Field Notes-Esquire-Typography & Language



The Esquire word mark is one that is identifiable no matter the color it is portrayed in. The most common primary color that is used to represent the brand’s logo is red with black and white used as supplemental outline and stroke colors.

The logo uses a san serif cursive type font created for the publication itself. It is a mix of many popular cursive fonts with the added thickness of many popular print fonts. This choice in font is meant to evoke the James Dean sleek, bad boy image of the readers that the magazine targets.

The articles within the publication feature much simpler type faces with very thick blocking for the heds and deks such as Arial Black and Avenir. For the text Georgia is the regularly used font. These conscious choices to simplify the inside typography of the publication are an attempt to not overwhelm the reader throughout the entire publication especially after having such a dramatic entrance with the cover page.

The most interesting part of the use of type within the magazine is how they use an organized chaos method for displaying the cover and content list with the departments. They use the same fonts but take advantage of the use of type size and font thickness to create a visual hierarchy of importance for the eyes of the reader.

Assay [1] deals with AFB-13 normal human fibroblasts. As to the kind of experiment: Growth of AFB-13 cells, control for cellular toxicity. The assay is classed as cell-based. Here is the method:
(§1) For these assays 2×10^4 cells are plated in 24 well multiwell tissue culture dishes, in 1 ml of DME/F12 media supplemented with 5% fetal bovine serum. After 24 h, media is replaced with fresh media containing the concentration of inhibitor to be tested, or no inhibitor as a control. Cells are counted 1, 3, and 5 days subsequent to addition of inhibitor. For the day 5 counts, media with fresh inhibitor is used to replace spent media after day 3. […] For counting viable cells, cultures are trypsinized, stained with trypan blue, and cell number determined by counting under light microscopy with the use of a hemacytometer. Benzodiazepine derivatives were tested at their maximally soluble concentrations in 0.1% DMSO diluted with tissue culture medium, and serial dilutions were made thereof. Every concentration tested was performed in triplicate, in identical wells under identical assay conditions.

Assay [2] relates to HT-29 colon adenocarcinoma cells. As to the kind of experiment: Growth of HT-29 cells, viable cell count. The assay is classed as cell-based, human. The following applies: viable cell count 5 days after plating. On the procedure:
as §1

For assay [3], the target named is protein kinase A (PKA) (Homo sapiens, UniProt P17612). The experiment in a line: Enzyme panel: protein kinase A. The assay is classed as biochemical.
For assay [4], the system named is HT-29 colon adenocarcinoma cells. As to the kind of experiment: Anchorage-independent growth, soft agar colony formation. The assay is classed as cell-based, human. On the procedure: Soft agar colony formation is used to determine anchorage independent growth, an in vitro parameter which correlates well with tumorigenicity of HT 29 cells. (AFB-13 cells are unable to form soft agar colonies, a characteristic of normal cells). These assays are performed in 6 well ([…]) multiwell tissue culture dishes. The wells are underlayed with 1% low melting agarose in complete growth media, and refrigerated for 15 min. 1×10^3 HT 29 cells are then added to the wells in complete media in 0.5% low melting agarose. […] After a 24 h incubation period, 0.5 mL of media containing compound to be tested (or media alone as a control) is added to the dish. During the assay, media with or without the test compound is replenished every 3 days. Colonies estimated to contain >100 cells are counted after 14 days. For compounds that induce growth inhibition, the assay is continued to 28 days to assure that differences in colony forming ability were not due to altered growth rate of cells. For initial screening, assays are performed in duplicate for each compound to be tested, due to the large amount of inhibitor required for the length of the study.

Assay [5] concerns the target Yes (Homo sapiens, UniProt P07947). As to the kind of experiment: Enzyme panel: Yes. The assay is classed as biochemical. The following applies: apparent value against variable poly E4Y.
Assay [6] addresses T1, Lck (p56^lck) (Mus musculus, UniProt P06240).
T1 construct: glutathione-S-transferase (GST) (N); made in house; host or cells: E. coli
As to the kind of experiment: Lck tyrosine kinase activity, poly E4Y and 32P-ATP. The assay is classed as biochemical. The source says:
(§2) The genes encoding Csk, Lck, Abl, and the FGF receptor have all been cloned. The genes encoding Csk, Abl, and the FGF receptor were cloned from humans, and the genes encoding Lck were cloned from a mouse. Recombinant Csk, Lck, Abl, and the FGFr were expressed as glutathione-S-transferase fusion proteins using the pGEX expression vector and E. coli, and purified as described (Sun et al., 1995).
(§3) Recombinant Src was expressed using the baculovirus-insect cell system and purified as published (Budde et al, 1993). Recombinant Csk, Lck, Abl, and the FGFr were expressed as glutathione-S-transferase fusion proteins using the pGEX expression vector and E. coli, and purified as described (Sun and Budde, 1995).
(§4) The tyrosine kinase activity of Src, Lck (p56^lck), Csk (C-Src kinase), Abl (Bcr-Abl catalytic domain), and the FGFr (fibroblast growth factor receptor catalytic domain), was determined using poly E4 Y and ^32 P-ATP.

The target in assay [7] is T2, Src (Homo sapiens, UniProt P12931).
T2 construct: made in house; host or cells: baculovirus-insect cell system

Esquire’s use of the English language is all about clever simplicity. Their media kit describes their readers as, “affluent, sophisticated, all American men on the edge of culture.”

Through the use of puns, social cues, and references Esquire deters from using any jargon based language and opts to take straightforward approach towards speaking to its readers. The writers pride themselves on writing conversationally while also still taking the time to challenge and tickle their readers wits and minds. I would personally describe it as corporate fraternity boy talk because it is an elevated form of casual conversation infused with a splash of intelligence and education.

The heds of the story are primarily puns and jokes in an effort to keep continuity with the magazines reputation of not taking themselves too seriously. The deks are used to flush out the actual point of the article and provide some context.

The pull quotes and other supplemental items are probably the boldest items within the articles aside from the editorial images. This technique is used to give little hints of excitement and spice throughout the publication while also still allowing the reader to continue to enjoy reading.

Esquire started as a men’s magazine about outdoor and everyday activities for the all-american man, and has elevated itself into one of the top three men’s magazines in the world. Overall, although it is much more editorial and artistically centered never has its voice or desire to serve the man on the edge of culture and sophistication changed.